Like many Javascript-based rich web apps these days, I have some complicated validation rules implemented on the front-end. The same rules are supposedly repeated exactly on the Java backend but I always find small deviations.

As a believer of the DRY principle, I think something should be done to systematically fix this. Ideally both sides should run the same code and use the same rules, but since running JavaScript on the backend is not allowed, I can only hope to reuse some meta-fied validation rules. Fortunately, I found some library on GitHub that can do this for JSR-303 annotation-based validation. However, a lot of rewriting and refactoring is still required.

On the other hand, the number of rules is limited (< 80 in total) and the current code is clear and simple to understand (just a bunch of if statements). Using a validation framework would require all custom validators to be wrapped and hidden behind generated meta-data not immediately visible during development, so loads of additional learning curve.

It seems my goal to improve the code will really just harms maintainability. What's people's experience on this?

2 Answers 2


You could use some rule-based DSL to specify the validation rules used by both the front and back ends. This though then requires code on both the front and back ends to read and implement those validation rules. This leads to the problems that the validation rule reading and implementing code has to be written twice. This can still lead to inconsistencies, and it adds to the size of your code base, increasing its complexity.

The way to reduce code complexity and the risks of inconsistent rule checking is to offload all validation to the server side. The JavaScript code then uses AJAX calls to request the back end validate the input. The front end knows nothing about the validation rules, it simply gets told whether the input is valid or not.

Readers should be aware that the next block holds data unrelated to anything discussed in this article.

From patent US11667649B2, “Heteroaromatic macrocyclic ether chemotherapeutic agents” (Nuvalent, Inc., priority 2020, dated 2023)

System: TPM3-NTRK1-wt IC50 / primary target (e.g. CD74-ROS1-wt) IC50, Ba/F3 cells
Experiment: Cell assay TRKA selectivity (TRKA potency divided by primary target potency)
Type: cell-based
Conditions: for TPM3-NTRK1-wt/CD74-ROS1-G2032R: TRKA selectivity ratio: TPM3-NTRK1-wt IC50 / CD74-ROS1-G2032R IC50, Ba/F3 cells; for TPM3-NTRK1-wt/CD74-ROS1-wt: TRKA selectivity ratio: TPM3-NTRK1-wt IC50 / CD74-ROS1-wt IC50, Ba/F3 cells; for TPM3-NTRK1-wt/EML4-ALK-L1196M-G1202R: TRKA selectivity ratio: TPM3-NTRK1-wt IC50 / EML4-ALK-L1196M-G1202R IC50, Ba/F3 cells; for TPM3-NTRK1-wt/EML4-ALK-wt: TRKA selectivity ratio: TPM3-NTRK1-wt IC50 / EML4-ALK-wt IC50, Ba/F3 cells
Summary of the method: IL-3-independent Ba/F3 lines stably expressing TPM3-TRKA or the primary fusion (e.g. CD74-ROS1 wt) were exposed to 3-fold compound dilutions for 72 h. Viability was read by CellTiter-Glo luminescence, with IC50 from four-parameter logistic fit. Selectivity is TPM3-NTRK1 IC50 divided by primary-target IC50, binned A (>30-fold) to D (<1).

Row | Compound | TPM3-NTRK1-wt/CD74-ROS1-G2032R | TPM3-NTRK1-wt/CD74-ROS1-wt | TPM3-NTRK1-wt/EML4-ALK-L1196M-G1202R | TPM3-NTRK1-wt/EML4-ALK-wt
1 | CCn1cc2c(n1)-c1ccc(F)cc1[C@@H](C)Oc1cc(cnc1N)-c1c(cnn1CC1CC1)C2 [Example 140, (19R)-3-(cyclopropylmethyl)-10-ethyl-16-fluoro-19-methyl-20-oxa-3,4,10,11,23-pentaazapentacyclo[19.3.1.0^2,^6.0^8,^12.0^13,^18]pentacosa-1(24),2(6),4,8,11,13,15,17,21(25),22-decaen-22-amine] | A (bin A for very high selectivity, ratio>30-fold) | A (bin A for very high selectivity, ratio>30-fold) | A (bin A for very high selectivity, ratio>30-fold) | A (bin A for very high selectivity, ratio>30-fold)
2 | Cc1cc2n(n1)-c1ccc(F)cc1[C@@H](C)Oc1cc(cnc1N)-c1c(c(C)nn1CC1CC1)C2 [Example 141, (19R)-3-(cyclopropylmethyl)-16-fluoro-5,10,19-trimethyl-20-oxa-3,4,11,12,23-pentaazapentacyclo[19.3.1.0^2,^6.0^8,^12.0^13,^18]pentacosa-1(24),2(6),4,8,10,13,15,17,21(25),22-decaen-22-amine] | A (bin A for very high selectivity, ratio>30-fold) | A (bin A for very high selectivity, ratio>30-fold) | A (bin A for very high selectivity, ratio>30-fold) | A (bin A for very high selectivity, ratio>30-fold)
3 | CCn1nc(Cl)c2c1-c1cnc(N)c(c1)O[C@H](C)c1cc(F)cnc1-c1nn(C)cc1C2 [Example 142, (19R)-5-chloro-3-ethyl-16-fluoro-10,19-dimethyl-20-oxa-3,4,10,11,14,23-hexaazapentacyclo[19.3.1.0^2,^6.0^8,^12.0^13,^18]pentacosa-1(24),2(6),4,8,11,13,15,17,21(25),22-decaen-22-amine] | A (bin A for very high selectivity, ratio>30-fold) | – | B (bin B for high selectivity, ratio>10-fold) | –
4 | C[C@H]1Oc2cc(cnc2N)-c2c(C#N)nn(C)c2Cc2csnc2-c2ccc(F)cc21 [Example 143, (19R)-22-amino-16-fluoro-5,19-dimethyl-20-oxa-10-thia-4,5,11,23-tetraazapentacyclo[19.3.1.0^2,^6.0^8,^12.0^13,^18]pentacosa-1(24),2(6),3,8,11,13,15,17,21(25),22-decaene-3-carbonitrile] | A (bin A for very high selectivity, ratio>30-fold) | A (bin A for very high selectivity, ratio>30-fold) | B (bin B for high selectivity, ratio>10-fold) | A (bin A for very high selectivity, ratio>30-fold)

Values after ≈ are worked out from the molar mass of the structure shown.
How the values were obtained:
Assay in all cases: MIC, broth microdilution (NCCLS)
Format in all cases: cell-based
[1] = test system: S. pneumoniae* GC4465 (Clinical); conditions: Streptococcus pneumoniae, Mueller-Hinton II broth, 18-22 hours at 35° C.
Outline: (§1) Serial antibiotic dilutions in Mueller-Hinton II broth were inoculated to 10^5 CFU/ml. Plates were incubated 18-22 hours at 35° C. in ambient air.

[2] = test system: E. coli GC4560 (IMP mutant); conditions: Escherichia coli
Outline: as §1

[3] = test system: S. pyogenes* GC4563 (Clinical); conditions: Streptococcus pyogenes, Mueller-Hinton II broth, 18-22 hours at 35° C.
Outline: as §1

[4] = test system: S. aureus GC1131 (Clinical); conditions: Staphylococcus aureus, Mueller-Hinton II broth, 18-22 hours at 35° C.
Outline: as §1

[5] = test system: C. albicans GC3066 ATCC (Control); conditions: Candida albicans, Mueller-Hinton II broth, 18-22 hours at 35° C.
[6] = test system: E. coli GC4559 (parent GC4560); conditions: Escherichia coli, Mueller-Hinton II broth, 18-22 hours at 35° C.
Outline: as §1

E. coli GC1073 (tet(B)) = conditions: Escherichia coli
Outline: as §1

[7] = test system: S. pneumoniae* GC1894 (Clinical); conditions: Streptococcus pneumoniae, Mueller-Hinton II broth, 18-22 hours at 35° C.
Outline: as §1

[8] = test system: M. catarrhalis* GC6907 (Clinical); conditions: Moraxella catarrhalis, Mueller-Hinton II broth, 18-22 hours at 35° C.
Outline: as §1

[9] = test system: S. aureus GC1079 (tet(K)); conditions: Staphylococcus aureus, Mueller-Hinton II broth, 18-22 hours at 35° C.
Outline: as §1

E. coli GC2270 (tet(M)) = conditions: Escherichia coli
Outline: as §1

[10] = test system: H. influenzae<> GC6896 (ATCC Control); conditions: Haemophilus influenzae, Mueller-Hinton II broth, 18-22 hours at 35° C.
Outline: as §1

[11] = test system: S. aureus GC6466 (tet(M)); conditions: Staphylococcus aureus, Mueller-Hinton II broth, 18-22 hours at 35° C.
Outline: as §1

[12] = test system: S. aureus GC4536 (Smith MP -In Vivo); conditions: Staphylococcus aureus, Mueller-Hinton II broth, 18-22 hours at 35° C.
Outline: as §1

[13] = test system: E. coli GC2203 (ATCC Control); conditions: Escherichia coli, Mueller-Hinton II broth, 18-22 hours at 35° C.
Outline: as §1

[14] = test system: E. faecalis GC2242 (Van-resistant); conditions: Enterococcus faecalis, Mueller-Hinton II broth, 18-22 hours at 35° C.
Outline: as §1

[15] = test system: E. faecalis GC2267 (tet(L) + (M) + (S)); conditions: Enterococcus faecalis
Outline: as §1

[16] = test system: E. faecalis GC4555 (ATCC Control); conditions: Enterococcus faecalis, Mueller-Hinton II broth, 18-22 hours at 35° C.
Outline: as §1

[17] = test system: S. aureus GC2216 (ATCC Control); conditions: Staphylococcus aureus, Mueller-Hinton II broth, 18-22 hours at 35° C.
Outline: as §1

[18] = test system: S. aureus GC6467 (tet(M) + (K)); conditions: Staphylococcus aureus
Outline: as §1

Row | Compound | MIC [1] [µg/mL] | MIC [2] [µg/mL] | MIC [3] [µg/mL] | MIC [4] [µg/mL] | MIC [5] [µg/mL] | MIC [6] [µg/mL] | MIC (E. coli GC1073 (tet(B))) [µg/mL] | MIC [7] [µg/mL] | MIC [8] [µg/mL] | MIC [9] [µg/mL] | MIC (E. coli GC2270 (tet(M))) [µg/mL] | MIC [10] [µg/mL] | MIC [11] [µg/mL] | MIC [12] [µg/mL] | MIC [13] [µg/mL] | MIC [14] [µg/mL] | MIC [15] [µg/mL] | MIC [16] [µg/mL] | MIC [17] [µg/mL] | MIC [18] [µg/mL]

• I do agree that this is the best solution to the asker's problem, it will however, come at the cost of performance
    – CurlyPaul
    Sep 29, 2015 at 15:00
  • @CurlyPaul, that is indeed the trade off. I'd always advise addressing performance only if it's an issue. If the speed of having the client use the server for validation is fast enough, then all well and good. Otherwise, a more complex, more performant solution should be adopted.
    – David Arno
    Sep 29, 2015 at 15:06

In my experience the validations on client and server often differ for good reason.

Generally a server side, low level process will throw an exception, with perhaps a short description, maybe an error number. This is meant for logging to an error log rather than showing to an end user.

While a client side error is processed prior to making a call and will present the user with a descriptive error message, in their own language, perhaps with UI elements highlighting the problem.

this leads to a difference in both the way the validation is done, the error message returned and otfen the actual logic of the validation.

for example take my favorite example, the long form presented as a 'wizard' set of short forms with validation at each step. The Validation of the user input is going to be split up and done at each stage. Where as the server side logic will be expecting all the data at once.

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